We may never know whether Donald Trump’s dust-up over immigration this week with Pope Francis hurt him or helped him in the South Carolina primary. Anti-Catholicism was once widespread in the deep south, and hints of it may or may not remain.
But the pontiff’s comments about bridges and walls undeniably diverted attention from another nascent conversation that almost certainly would have damaged Trump in the national arena had it had time to flourish.
The issue was 9/11, specifically who was responsible for crashing the planes into the World Trade Center and the Pentagon. Most people, and the 9/11 Commission, would tell you it was Osama bin Laden’s al-Qaida organization and the 19 terrorists who carried out the mission.
But on Wednesday morning in Bluffton, South Carolian, here’s what Trump said about the topic: “[If I am elected president,] you will find out who really knocked down the World Trade Center. They have papers there that are very secret. You may find it’s the Saudis.”
That’s an extraordinary statement. But within minutes of it beginning to pop up in news stories, the Pope said what he said, Trump responded and everyone began yammering about who was right and who was wrong on the issue of walls.
But hold on a minute. Can we go back to what Trump just suggested?
The leading Republican candidate for president just insinuated that the Saudi government, a staunch American ally, might have been involved in the planning of the largest terrorist attack on U.S. soil. This just days after he made the charge — he has still not fully rescinded it — that President George W. Bush knew that Iraq had no weapons of mass destruction before the start of Operation Iraqi Freedom, and that he lied about it to the American people to start the war. (Historical footnote: 550 metric tons of yellowcake uranium — the first step toward higher-grade uranium — was discovered and removed from Iraq in the spring and summer of 2008.)[LINK]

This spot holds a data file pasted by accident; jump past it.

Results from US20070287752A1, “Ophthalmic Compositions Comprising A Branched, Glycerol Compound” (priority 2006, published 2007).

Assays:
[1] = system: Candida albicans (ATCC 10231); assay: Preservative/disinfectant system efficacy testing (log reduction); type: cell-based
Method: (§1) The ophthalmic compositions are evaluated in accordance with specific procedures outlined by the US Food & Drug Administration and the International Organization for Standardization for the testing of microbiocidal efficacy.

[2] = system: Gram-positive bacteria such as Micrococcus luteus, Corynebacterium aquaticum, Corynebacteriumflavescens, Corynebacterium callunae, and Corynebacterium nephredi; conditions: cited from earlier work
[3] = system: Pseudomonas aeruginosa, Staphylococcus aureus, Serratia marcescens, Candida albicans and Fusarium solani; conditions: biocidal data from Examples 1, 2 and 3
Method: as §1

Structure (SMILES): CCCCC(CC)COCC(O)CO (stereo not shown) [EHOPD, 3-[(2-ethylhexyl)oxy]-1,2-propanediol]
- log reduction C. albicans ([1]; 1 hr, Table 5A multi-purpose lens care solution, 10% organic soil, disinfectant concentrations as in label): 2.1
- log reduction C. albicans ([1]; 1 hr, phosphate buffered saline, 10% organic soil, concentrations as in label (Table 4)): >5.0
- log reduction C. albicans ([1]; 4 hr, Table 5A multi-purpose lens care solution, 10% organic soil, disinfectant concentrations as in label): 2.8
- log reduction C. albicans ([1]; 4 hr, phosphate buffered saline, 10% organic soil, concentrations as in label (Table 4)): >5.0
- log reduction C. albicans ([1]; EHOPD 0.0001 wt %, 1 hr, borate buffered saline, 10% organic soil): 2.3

Trump, who has made a career out of dropping rhetorical bombs and then walking away from the damage, should be forced to elaborate on his theories in public. In fact, nothing could be more important at this moment in the Republican presidential campaign.
Trump’s not running to be loudmouth in chief; he’s running to be commander in chief, and if he harbors a belief in his mind that 9/11 was some type of massive cover-up, he has a duty to expound on it. If he has evidence that the “9/11 Truthers” have been right all along, let’s hear it.
The remaining Republican candidates in the race might even want to step away from their podiums at the next debate and give The Donald an open mike.
What he would say might be illuminating, indeed.
William F.B. O’Reilly is a Republican consultant.